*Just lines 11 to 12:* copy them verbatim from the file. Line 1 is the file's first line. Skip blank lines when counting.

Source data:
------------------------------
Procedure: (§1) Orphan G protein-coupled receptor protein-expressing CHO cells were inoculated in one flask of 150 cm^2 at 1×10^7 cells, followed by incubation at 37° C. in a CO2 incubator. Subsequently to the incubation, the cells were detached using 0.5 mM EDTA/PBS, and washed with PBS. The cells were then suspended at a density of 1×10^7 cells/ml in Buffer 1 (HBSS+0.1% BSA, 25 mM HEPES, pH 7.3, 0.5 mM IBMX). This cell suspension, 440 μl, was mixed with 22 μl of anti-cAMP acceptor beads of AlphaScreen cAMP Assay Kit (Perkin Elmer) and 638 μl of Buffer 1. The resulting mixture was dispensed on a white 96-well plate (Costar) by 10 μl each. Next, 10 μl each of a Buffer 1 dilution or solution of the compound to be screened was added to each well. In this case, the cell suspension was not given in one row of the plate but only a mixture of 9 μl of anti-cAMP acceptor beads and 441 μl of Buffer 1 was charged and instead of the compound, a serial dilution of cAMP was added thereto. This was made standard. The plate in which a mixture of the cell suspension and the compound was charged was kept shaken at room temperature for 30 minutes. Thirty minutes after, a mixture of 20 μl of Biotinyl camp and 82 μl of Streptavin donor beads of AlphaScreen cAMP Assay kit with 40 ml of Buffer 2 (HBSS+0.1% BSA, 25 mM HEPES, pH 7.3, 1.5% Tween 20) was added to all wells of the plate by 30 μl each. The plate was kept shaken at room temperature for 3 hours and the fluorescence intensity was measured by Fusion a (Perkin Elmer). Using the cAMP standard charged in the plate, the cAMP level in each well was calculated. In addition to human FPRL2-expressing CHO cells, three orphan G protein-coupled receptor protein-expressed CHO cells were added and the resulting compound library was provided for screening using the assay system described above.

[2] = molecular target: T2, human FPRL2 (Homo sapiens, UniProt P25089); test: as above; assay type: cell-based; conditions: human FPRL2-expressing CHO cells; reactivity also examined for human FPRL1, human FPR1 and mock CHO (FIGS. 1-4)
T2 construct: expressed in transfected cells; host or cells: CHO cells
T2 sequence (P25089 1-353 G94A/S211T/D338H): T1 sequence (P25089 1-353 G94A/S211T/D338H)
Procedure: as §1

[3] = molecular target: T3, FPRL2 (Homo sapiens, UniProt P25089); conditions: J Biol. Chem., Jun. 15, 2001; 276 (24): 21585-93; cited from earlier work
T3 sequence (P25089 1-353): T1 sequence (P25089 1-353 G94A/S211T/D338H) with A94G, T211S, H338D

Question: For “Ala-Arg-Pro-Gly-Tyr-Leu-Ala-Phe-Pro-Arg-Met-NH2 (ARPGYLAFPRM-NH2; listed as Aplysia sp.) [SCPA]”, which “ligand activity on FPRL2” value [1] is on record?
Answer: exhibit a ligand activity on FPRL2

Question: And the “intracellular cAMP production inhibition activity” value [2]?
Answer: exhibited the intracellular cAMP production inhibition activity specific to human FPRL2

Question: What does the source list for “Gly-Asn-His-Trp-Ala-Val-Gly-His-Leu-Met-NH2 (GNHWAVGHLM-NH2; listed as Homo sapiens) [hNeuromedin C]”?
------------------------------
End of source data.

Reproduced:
Answer: exhibited the intracellular cAMP production inhibition activity specific to human FPRL2

Question: What does the source list for “Gly-Asn-His-Trp-Ala-Val-Gly-His-Leu-Met-NH2 (GNHWAVGHLM-NH2; listed as Homo sapiens) [hNeuromedin C]”?